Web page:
The Latest! Cultural Clues, Do’s and Taboos for the United Arab Emirates (UAE) – A Series of Cultural Tips for Countries from A to Z
It’s easy for business travelers to think that even when they travel, business is going to be done pretty much the same way it is at home. But that’s not always the case. Cultural differences can have a big impact on global business etiquette. That’s why it’s important for business travelers to make sure that they understand the culture of the country that they’re doing business in.
The interview on cultural travel tips for the UAE is a brief snapshot of conversation guidelines for the UAE, tips for communicating in the UAE and business strategies for the UAE to help with understanding the culture in the UAE. It’s important to keep in mind that as we homogenize as a ‘global culture’, cultural tendencies change and evolve as well. Awareness is the first step when it comes to cultural do’s and taboos for the UAE and tips for intercultural communication!
Cultural Tips for the UAE – including some valuable business travel tips for the UAE!
The United Arab Emirates (UAE) is very progressive, modern, and the most westernized of all the Arabic countries.
In the UAE, each of the seven United Arab Emirates is a sovereign principality ruled by the head of the leading family of the tribe that first settled there.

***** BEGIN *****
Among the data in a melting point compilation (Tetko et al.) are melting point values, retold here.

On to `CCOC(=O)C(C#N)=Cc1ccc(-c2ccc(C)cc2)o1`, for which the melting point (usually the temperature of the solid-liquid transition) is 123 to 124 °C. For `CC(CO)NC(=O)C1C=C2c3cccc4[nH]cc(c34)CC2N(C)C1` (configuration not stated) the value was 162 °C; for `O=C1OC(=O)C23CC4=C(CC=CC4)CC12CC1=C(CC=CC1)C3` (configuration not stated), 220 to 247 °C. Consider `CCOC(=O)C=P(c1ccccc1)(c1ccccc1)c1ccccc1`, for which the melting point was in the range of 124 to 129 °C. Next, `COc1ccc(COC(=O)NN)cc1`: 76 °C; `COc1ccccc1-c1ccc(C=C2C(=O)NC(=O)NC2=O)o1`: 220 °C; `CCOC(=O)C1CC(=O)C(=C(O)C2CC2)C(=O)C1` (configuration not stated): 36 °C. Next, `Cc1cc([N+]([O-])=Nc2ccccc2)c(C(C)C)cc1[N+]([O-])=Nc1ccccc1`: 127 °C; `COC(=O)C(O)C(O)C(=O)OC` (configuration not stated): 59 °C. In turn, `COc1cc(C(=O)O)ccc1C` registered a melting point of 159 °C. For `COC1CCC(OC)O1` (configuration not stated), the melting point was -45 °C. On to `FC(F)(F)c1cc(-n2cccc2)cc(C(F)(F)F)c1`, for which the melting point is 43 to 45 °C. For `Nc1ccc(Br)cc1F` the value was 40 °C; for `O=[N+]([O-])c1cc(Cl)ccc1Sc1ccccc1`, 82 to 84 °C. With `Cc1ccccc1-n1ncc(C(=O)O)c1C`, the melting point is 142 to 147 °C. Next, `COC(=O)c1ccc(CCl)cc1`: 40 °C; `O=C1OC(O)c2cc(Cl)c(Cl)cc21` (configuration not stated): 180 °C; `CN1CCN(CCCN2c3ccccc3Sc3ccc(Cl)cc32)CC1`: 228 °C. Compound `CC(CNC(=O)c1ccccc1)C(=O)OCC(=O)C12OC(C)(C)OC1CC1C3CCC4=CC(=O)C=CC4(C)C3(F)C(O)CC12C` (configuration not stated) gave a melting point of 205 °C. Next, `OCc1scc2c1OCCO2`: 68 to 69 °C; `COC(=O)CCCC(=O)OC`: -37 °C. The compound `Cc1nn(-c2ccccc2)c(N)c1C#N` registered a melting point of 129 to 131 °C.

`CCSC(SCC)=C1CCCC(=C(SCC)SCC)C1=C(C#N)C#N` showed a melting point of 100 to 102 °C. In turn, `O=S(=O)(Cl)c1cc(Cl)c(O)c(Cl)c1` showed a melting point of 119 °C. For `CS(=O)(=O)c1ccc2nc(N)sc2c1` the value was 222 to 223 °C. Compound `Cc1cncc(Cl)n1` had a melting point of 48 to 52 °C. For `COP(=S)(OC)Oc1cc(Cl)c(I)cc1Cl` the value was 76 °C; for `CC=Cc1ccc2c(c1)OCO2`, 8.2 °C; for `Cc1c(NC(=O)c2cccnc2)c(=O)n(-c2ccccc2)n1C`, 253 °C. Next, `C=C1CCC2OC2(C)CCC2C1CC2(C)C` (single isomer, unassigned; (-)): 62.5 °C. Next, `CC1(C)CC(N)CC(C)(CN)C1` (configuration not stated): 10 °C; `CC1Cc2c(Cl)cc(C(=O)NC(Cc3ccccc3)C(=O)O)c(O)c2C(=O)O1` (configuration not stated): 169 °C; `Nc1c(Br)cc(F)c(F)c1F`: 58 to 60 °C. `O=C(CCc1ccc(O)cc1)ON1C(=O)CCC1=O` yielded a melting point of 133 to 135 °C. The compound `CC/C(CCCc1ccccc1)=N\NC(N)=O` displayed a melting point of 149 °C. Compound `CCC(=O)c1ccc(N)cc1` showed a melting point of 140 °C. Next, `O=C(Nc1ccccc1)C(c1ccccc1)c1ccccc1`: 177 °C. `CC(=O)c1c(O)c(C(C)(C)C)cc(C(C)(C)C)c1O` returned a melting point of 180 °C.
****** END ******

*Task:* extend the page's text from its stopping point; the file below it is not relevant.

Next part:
Tourist visas are available and a single visa is valid for all seven emirates. The national airline, Emirates, is renowned for excellent service.
Islam is the official religion. Because of the relatively small indigenous population [especially in Dubai and Abu Dhabi], however, the western visitor does not feel its influence as much as elsewhere in Arabia, except during the fast of Ramadhan.
The official language is Arabic but Farsi heavily influences the local dialect, making it sound strange at first. English, Farsi, Urdu and Hindi are also widely spoken.
The UAE encourages foreign enterprise, and many businesses are foreign owned and run. You just need to satisfy the financial criteria to open a business there.
Business etiquette varies according to nationality, but following the general guidelines when dealing with people from anywhere in Arabia is helpful.
Appropriate business dress for men is shirt and trousers during the day with collar and tie in the evening. Traditional robes are also popular and suitable for the climate.
Business women are more common than in other Arabic countries, and need not dress as modestly as elsewhere in Arabia. Typical western business attire is appropriate as long as it’s not too revealing.
Business cards are commonly exchanged but not essential. English language cards are fine, but it’s a nice gesture to have Arabic printed on one side.
Detailed brochures and material should be printed in Arabic, either with or without an English translation.
Gifts are challenging, because virtually everything can be purchased there less expensively than elsewhere in the world. Gifts must also be the very best affordable. It’s wise to research gifts in advance to make sure they’re appropriate and will be appreciated.
As in the west, the basic working week is 5 days, save that the week begins on Saturday instead of Monday.
Generally, businesses in the UAE open at about nine in the morning, close for most of the afternoon and then re-open from late afternoon until mid-evening.
Although prayer times vary around the year, current ones are always printed in the daily newspapers and the visitor should keep abreast of them when making appointments.